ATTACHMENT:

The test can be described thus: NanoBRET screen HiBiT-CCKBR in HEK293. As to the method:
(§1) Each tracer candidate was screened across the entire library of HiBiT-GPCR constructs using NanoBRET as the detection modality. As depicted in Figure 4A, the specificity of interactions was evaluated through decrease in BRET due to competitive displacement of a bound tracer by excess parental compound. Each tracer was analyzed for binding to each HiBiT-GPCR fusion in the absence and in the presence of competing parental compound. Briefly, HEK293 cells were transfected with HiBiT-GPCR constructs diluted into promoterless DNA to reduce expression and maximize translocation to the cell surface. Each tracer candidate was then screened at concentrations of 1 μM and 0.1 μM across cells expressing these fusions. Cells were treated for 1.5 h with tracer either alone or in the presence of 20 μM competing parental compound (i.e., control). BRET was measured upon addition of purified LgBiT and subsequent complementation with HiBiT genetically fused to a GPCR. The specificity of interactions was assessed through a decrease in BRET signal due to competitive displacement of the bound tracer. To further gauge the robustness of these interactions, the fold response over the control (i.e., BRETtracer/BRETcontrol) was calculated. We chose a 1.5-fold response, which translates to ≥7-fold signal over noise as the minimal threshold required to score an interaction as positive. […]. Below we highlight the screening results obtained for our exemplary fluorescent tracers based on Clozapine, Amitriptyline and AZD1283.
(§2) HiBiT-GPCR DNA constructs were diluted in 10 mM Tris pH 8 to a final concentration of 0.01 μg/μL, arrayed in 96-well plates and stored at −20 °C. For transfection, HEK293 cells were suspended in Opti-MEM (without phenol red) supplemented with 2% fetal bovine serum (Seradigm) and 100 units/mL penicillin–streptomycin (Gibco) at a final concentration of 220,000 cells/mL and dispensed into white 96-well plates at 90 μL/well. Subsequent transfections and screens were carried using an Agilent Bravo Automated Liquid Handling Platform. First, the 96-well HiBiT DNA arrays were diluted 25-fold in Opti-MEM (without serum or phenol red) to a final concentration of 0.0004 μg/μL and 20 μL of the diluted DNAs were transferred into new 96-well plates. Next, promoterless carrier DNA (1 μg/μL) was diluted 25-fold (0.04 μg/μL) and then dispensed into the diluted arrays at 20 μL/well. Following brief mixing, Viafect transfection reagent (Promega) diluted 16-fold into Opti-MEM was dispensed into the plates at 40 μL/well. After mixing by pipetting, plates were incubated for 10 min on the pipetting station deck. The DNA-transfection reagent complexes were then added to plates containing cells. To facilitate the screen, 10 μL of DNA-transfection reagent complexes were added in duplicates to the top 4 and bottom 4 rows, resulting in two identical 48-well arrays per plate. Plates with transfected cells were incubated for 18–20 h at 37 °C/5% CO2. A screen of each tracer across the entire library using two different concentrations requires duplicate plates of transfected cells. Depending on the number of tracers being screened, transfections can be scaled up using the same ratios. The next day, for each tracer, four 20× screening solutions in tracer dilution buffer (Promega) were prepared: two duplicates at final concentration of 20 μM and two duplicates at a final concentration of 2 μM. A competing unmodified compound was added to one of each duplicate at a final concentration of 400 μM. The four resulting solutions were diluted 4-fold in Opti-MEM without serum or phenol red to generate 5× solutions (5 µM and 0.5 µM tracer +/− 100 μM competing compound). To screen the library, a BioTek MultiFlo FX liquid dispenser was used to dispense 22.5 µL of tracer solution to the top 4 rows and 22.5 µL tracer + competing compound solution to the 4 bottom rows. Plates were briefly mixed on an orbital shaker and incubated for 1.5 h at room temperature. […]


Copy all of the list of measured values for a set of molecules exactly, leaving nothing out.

The test can be described thus: NanoBRET screen HiBiT-CCKBR in HEK293. As to the method:
(§1) Each tracer candidate was screened across the entire library of HiBiT-GPCR constructs using NanoBRET as the detection modality. As depicted in Figure 4A, the specificity of interactions was evaluated through decrease in BRET due to competitive displacement of a bound tracer by excess parental compound. Each tracer was analyzed for binding to each HiBiT-GPCR fusion in the absence and in the presence of competing parental compound. Briefly, HEK293 cells were transfected with HiBiT-GPCR constructs diluted into promoterless DNA to reduce expression and maximize translocation to the cell surface. Each tracer candidate was then screened at concentrations of 1 μM and 0.1 μM across cells expressing these fusions. Cells were treated for 1.5 h with tracer either alone or in the presence of 20 μM competing parental compound (i.e., control). BRET was measured upon addition of purified LgBiT and subsequent complementation with HiBiT genetically fused to a GPCR. The specificity of interactions was assessed through a decrease in BRET signal due to competitive displacement of the bound tracer. To further gauge the robustness of these interactions, the fold response over the control (i.e., BRETtracer/BRETcontrol) was calculated. We chose a 1.5-fold response, which translates to ≥7-fold signal over noise as the minimal threshold required to score an interaction as positive. […]. Below we highlight the screening results obtained for our exemplary fluorescent tracers based on Clozapine, Amitriptyline and AZD1283.
(§2) HiBiT-GPCR DNA constructs were diluted in 10 mM Tris pH 8 to a final concentration of 0.01 μg/μL, arrayed in 96-well plates and stored at −20 °C. For transfection, HEK293 cells were suspended in Opti-MEM (without phenol red) supplemented with 2% fetal bovine serum (Seradigm) and 100 units/mL penicillin–streptomycin (Gibco) at a final concentration of 220,000 cells/mL and dispensed into white 96-well plates at 90 μL/well. Subsequent transfections and screens were carried using an Agilent Bravo Automated Liquid Handling Platform. First, the 96-well HiBiT DNA arrays were diluted 25-fold in Opti-MEM (without serum or phenol red) to a final concentration of 0.0004 μg/μL and 20 μL of the diluted DNAs were transferred into new 96-well plates. Next, promoterless carrier DNA (1 μg/μL) was diluted 25-fold (0.04 μg/μL) and then dispensed into the diluted arrays at 20 μL/well. Following brief mixing, Viafect transfection reagent (Promega) diluted 16-fold into Opti-MEM was dispensed into the plates at 40 μL/well. After mixing by pipetting, plates were incubated for 10 min on the pipetting station deck. The DNA-transfection reagent complexes were then added to plates containing cells. To facilitate the screen, 10 μL of DNA-transfection reagent complexes were added in duplicates to the top 4 and bottom 4 rows, resulting in two identical 48-well arrays per plate. Plates with transfected cells were incubated for 18–20 h at 37 °C/5% CO2. A screen of each tracer across the entire library using two different concentrations requires duplicate plates of transfected cells. Depending on the number of tracers being screened, transfections can be scaled up using the same ratios. The next day, for each tracer, four 20× screening solutions in tracer dilution buffer (Promega) were prepared: two duplicates at final concentration of 20 μM and two duplicates at a final concentration of 2 μM. A competing unmodified compound was added to one of each duplicate at a final concentration of 400 μM. The four resulting solutions were diluted 4-fold in Opti-MEM without serum or phenol red to generate 5× solutions (5 µM and 0.5 µM tracer +/− 100 μM competing compound). To screen the library, a BioTek MultiFlo FX liquid dispenser was used to dispense 22.5 µL of tracer solution to the top 4 rows and 22.5 µL tracer + competing compound solution to the 4 bottom rows. Plates were briefly mixed on an orbital shaker and incubated for 1.5 h at room temperature. […]